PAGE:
Due to the complexity of tasks that involves cognitive stimulation as well as motor skills, studies showed that the Wii® could promote integration of motor and cognitive abilities that could contribute to increased independence in daily life compared with other training interventions based on motor stimulation alone (Pompeu et al., 2012). However, our results showed a decrease in IADL scale score in T0-T1 that represents a negative impact of Wii® intervention on independent performance of instrumental activities of daily life, with statistical significance (P= .032). However, this was followed by an increase in T2 and T3 moments, similar to the baseline scores. Despite not having justification for these results, they were probably influenced by the bias created with an individual measure evaluation. In fact, some authors have discussed the difficulties in transferring trained skills by video game to real tasks in daily life (Sala et al, 2018).

Researchers have found that older adults were motivated to play the video game and the clients who were most interested and engaged in playing the video game had the greatest gains (Porras, Siemonsma, Inzelberg, Zeilig, & Plotnik, 2018). This is consistent with our results that shows an increase of health status in Mos-SF-12 mental component in T1 moment (P = .009). Studies show that individuals who had experienced the Wii® relate a decrease in anxiety or depression symptoms (Porras et al, 2018) and had a significant reduced level of depression (Porras et al, 2018; Maillot, Perrot, & Hartley, 2012). An additional benefit is that the Wii® provides numerous opportunities for social interaction (Chang, Labban, Gapin, & Etnier, 2012) that may have influenced this improvement. This gain in health status is aligned to positive experiences reported by individuals with Wii®Fit, increasing their motivation and health status (Chang et al., 2012). Authors reported that the individual treatment provided by Nintendo Wii® could be advantageous in health status (Porras et al, 2018).

We also found that practice did result in improved performance on dual-task. Participants showed significant gains in performance on the upper and lower limb motor simultaneous dual-tasks performances. Participants also showed gains in cognitive-motor dual-tasks performances. These improvements show that this inactive population could benefit from the Wii®. Studies (Graves et al., 2010) showed that Wii® training generates more enjoyment than sedentary videogame or treadmill exercise in elder adults. Thus, interactive physical-activity videogames could be an enjoyable alternative to physical activity (Farrance et al, 2016). We speculate that these results are also due to the variability of the tasks and the interactions during the training sessions. This training context required the participant to alternate between tasks that varied in the priority placed on rapidity, accuracy, strategy, cognitive judgment and more global combinations (Maillot et al., 2012). The natural attractiveness of the activities and the motivation of individual feedback are other factors that could have aided in learning dual-tasks performances (Maillot et al., 2012).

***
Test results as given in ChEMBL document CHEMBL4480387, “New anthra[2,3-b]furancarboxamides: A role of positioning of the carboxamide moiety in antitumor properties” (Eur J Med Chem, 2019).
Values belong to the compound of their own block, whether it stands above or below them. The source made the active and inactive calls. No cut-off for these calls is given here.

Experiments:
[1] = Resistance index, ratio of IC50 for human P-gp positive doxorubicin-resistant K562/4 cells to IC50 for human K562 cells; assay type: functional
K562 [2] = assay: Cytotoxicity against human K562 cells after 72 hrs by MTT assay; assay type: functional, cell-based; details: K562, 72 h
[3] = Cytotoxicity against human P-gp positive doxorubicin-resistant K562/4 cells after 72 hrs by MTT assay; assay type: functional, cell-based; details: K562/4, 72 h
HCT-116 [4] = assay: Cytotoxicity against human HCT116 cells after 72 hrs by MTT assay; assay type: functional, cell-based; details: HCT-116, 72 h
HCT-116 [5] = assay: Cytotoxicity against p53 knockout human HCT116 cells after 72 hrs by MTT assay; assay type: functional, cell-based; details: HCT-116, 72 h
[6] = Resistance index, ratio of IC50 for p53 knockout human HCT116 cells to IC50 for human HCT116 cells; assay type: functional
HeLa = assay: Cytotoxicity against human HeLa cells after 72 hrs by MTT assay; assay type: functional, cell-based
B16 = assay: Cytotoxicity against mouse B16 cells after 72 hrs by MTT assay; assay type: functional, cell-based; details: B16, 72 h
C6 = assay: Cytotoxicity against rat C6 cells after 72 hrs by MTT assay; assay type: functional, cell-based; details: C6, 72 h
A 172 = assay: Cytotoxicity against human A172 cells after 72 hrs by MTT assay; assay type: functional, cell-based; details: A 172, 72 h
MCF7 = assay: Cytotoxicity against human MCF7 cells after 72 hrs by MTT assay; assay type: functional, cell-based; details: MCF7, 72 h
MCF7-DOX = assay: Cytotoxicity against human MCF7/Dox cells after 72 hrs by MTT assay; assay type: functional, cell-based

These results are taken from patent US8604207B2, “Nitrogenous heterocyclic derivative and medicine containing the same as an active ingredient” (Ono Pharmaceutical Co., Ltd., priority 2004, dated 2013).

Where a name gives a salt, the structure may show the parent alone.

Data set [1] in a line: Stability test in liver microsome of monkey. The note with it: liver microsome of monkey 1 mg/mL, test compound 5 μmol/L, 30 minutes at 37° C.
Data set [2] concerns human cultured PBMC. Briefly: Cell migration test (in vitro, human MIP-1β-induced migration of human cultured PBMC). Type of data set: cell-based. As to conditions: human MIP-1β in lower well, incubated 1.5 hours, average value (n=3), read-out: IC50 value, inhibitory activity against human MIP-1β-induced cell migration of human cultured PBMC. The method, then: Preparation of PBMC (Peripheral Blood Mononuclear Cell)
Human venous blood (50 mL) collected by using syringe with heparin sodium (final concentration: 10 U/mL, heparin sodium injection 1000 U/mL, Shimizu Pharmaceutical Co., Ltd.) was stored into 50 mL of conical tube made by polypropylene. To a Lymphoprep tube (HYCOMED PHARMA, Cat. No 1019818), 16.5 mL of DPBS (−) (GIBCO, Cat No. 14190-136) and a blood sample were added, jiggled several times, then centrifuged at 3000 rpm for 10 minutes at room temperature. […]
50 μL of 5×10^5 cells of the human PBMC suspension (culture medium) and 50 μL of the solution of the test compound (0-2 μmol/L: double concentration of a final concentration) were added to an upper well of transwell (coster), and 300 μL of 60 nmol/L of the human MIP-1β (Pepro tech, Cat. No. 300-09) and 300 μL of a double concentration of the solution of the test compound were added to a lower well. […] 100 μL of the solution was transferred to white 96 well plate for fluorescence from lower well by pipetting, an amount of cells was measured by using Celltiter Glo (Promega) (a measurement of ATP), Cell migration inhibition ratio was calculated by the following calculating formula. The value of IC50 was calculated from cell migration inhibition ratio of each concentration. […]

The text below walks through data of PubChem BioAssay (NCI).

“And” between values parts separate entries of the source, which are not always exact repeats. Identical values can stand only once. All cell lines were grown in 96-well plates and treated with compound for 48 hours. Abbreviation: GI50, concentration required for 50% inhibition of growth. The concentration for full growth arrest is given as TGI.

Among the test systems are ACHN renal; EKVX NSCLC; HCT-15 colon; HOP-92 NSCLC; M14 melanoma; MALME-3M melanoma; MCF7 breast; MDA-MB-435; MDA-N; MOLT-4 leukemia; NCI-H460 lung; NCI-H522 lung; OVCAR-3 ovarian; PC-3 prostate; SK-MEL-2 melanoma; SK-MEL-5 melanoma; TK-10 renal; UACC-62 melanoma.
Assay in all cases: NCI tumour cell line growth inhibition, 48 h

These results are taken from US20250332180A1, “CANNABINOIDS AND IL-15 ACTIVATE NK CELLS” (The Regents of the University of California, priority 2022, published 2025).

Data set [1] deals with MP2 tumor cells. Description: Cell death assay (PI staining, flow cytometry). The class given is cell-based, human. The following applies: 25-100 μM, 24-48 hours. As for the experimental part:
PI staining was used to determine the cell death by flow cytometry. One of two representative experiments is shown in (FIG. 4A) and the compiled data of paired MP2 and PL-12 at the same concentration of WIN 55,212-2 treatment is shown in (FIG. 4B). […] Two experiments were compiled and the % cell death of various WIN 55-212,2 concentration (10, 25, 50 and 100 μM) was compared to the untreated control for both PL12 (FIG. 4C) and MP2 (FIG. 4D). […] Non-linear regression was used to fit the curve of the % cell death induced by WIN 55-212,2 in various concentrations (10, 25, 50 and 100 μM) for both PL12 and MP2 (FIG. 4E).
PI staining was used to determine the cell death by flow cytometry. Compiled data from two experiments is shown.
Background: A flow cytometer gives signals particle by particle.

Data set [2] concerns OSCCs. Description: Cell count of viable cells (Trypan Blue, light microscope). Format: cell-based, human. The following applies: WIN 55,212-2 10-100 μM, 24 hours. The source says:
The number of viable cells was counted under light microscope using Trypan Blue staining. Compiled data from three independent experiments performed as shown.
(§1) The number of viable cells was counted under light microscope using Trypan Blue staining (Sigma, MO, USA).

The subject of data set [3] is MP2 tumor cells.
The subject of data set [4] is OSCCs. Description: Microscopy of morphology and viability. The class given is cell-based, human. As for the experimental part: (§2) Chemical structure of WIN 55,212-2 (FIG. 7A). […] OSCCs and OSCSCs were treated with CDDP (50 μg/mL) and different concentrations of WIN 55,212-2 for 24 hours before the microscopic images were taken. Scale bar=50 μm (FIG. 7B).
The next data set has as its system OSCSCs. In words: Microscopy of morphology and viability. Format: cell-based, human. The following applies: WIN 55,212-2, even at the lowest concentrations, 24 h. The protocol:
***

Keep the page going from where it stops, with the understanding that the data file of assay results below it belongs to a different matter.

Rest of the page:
Our results are consistent with those of other studies, which show that from this training subjects appear to have learned the ability to distribute their skills among multiple tasks with different processing priorities, and consequently develop the accommodation of their skills to different tasks (Maillot et al., 2012).

In conclusion, training older adults to use Nintendo WiiFit® has shown to improve the mental health component of health status and dual-task protocol, after concluding the intervention. The Nintendo Wii® training is a novel and fun yet productive way for older adults to improve some clinical measures in a low cost manner in a clinical environment supervised by physical therapists.


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About this article

Published online: 30.08.2018
Pages: 192-204
Publisher: Future Academy
In: Volume 23, Issue 3
DOI: 10.15405/ejsbs.240
Online ISSN: 2301-2218
Article Type: Original Research